- 10/03/2017Employee grants access to company information to third parties
- 09/12/2017OpenNebula Techday: September 19th at BIT
- 09/12/2017Research: Dutch not safe on internet
- 09/07/2017Employee grants access to company information to third parties
- 09/06/2017‘Ceph Day Netherlands’: September 20th at BIT
- 08/30/2017Report Network Maintenance 30/08/2017
- 07/19/2017Separate building for new emergency power generators
- 07/18/2017New webshop Kerio live: renewed and improved!
- 07/13/2017More than a third of employees disagrees with 'tapping' law
- 07/12/2017BIT provides SHA2017 transit and 5 km UTP
- 06/20/2017360-tour through BIT data centers
- 06/13/2017WANTED: Multiple Software Developers (M/F)
- 05/31/2017Visit the BIT data centers on Tuesday June 13th!
- 05/15/2017Practical Tips & Tools during Safe Internet Bootcamp
- 05/01/2017RFO network incident April 28th
- 04/22/2017Een Vandaag: PageFreezer archives climate data in BIT’s data centers
- 04/11/2017Employee does not feel responsible for security of corporate data
- 03/29/2017BIT organises Safe Internet Bootcamp
- 03/27/2017New expansions on the BIT Portal
- 03/22/2017World-Class Hybrid Solutions For Customers From New POP By Custom Connect And BIT Data Centers
- 02/07/2017Safer internet not a priority to youth
- 01/30/2017US climate data securely stored by PageFreezer in BIT data centers
- 01/25/2017A review in the BIT New Year’s Reception 2017
- 01/23/2017BIT sponsors ISP Blacklist with node EDE01
- 01/17/2017Nederland ICT and DINL organise event ‘Future skills for the digital economy’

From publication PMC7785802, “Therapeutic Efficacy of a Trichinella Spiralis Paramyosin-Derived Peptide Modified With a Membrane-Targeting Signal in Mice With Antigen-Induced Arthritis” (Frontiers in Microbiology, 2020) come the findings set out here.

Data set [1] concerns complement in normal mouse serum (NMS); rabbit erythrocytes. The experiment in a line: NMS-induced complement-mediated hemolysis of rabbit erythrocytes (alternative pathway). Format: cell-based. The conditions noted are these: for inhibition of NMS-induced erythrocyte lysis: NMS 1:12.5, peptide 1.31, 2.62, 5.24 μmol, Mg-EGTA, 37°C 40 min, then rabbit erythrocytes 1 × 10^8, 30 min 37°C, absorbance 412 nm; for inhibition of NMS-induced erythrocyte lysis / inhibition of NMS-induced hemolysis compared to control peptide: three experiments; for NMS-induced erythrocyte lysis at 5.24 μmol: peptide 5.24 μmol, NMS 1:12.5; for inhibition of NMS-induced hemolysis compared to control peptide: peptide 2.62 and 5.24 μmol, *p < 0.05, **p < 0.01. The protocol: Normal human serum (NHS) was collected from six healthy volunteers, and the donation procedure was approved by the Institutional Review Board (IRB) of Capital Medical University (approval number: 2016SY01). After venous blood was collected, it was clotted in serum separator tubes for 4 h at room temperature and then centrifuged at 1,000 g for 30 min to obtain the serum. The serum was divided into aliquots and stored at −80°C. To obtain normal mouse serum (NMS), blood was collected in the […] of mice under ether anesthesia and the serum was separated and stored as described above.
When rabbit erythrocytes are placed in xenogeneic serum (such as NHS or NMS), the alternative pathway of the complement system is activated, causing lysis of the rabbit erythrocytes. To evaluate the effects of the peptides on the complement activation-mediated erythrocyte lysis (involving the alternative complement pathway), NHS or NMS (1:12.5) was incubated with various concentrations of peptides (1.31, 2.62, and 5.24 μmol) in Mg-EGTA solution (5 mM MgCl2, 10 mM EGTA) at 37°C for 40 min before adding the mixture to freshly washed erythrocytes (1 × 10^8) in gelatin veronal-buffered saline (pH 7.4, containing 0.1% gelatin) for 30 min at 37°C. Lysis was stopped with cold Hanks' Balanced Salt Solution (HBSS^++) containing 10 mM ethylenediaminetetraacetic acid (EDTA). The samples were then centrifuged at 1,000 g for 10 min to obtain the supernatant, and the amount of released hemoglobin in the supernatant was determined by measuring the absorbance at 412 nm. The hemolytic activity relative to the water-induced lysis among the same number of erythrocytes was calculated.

News - Research: Dutch not safe on internet
Large majority of the Dutch population does not adhere to privacy measures online.
Research from BIT, specialist in collocation, internet connections, managed hosting and outsourcing, shows that no less than 68 percent of the Dutch population has no idea what happens to the information he or she leaves online. At the same time, more than half (59%) does not know what to do to protect their online privacy. Still, subconsciously, measures are being taken. 64 percent of the respondents protects their online privacy with strong passwords, 53 percent by using different passwords and 51 percent by regularly updating systems. Research also shows that only 42 percent uses unique passwords. The collected data is bundled in the report ‘Internet Eigenwijs 2017’. The respondents consisted of over 1000 Dutch people with an office job.
Sharing privacy sensitive information
The research shows that the Dutch people are not concerned with sharing privacy sensitive information on the internet. Especially the standard data like first and last name (75%), postal code and address (63% and 64%) are often shared easily. When it comes to banking and identification documents, they are more careful. For example, only 20 percent shares bank account numbers, 7 percent passport numbers and 12 percent credit card data.
Wido Potters, Manager Support & Sales at BIT: “The Dutch are mostly unaware of the measures they take in the field of online privacy protection. When we ask them how they should ensure their privacy, they have no idea. However, when we provide them with a list of security measures, it turns out that they do make use of some of the items on the list. Usually, it concerns dictated security measures then. It is logical that the majority of the people already use strong passwords, because they are often required when registering for online accounts. There are also many pop-ups to remind us of system updates. When we look at the measures that the Dutch people should actively take, we see the percentages drop significantly. We can conclude from this that people hardly put in any effort and do not realise the necessity for taking measures. In short, privacy protection is not top of mind and that is a troubling thing.”
Want to know more about the research results? Download the report ‘Internet eigenwijs’ here: https://www.bit.nl/bit-onderzoeksrapport-2017